New Year, new selling exhibition. Phillips starts the off season in New York with a selling exhibition of African American artists. During the November sales season at Phillips a steady stream of African Americans visited the pre-auction exhibition of works posing for selfies in front of works by Jean-Michel Basquiat and KAWS. The KAWS painting Untitled (Fatal Group), which depicts characters inspired by Bill Cosby’s Fat Albert cartoon show, went on to surprise almost everyone when it set a record for the artist at $2.7m or three times the high estimate of $900k.
This new exhibition will feature works by Charles Alston, John Outterbridge, Romare Bearden, Betye Saar, Fred Wilson and Cameron Welch. Kehinde Wiley’s Passing/Posing: Jean de Carodelet (2004) pictured above is among the paintings on offer. Here’s Phillips release on the show:
Phillips is pleased to announce the major exhibition AMERICAN AFRICAN AMERICAN. Open to the public from 10 January to 8 February, the exhibition will kick off 2019 at Phillips New York galleries. Curated by Arnold Lehman, Phillips’ Senior Advisor and Director Emeritus of the Brooklyn Museum, the 2019 exhibition in New York continues the important mission of a similar exhibition organized in 2017 by Lehman in London, which took a closer look at the art historical and social impact of the 26 African American artists featured. In conjunction with the exhibition, Phillips will host a panel discussion on 14 January with Arnold Lehman in conversation with Brooklyn curator Ashley James, writer, critic and artist Deborah Willis, and Sandra Jackson-Dumont, chair of education at the Metropolitan Museum of Art and formerly of the Studio Museum. The discussion will focus on the artistic changes and social implications from the 1960s to today as seen through the lens of both the Tate’s exhibition Soul of a Nation, currently on view at the Brooklyn Museum, and AMERICAN AFRICAN AMERICAN.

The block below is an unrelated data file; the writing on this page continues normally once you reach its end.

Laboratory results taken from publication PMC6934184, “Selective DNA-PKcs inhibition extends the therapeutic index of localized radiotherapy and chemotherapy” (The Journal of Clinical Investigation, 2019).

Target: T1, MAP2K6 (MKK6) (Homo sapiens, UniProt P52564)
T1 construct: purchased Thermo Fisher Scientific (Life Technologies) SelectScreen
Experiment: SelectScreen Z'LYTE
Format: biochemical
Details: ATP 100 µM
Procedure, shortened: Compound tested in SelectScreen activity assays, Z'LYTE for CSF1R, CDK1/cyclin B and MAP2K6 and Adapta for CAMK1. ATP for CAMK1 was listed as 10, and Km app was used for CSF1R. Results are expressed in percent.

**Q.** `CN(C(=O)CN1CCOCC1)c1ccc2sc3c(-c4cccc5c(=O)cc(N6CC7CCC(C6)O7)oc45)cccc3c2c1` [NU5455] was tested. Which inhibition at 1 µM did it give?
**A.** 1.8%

Covering the period of 1950 to today with over 60 artists, “AMERICAN AFRICAN AMERICAN — likely the largest selling exhibition of African American artists to date — clearly articulates the increasing and exceptional importance of African American art and artists within the art historical canon. It gives proper recognition to these extraordinary artists of the mid-20th and early 21st centuries alongside their contemporaries,” said Arnold Lehman. “The considerably smaller 2017 exhibition in London was met with a great deal of enthusiasm from collectors and the general public alike, and we are delighted to have the opportunity to bring a much broader cross-section of these amazingly talented artists to collectors and exhibition visitors from New York and beyond.”